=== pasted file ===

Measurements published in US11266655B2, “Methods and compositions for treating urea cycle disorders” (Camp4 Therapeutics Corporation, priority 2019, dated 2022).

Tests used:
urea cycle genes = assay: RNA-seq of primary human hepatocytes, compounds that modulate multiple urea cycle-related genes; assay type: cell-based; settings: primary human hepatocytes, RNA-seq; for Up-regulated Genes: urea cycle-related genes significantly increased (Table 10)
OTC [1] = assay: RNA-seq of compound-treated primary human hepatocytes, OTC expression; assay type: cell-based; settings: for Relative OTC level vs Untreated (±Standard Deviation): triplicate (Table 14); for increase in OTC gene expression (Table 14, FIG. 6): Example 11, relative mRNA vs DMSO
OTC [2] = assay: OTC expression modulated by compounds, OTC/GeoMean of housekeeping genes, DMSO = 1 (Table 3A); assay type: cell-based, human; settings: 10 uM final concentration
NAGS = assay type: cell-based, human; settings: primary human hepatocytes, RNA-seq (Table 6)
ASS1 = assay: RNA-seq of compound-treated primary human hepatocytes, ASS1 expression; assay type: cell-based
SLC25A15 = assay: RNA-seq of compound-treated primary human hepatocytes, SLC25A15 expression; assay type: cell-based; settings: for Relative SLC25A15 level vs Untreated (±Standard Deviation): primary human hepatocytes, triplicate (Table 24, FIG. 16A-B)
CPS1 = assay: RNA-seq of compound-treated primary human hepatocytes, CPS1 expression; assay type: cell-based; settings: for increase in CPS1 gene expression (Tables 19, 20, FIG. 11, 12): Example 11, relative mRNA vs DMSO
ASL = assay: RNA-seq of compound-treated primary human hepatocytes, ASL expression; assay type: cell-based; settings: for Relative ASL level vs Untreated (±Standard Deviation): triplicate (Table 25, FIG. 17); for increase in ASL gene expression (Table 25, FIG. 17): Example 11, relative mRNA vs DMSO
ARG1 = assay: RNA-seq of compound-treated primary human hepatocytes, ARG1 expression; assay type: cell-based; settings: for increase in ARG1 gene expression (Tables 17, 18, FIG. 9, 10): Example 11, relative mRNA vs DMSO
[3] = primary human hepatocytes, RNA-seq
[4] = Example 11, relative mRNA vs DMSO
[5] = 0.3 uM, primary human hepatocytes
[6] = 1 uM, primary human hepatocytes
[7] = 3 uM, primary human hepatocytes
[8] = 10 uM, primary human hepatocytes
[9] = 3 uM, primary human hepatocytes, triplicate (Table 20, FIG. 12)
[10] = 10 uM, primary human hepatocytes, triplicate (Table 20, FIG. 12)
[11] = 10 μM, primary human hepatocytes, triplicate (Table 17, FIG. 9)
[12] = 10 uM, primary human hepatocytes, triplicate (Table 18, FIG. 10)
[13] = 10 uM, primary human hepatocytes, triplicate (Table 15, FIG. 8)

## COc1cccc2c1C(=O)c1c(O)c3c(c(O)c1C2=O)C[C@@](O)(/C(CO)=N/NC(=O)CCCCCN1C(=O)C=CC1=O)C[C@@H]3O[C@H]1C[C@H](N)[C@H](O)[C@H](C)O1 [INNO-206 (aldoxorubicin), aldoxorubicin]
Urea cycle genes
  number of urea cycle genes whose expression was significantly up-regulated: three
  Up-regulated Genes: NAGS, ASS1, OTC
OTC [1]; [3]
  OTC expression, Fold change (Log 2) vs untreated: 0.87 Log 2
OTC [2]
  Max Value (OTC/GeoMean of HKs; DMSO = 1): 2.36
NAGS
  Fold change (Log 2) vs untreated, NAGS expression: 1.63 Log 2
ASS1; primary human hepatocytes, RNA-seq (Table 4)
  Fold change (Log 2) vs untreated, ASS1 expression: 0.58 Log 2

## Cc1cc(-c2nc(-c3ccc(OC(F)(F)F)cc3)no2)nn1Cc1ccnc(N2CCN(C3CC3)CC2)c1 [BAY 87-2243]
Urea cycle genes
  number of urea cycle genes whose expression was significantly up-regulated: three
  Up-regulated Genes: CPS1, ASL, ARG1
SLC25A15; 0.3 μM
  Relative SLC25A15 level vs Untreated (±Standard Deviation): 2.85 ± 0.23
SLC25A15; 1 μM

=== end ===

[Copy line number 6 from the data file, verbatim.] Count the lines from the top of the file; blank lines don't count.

NAGS = assay type: cell-based, human; settings: primary human hepatocytes, RNA-seq (Table 6)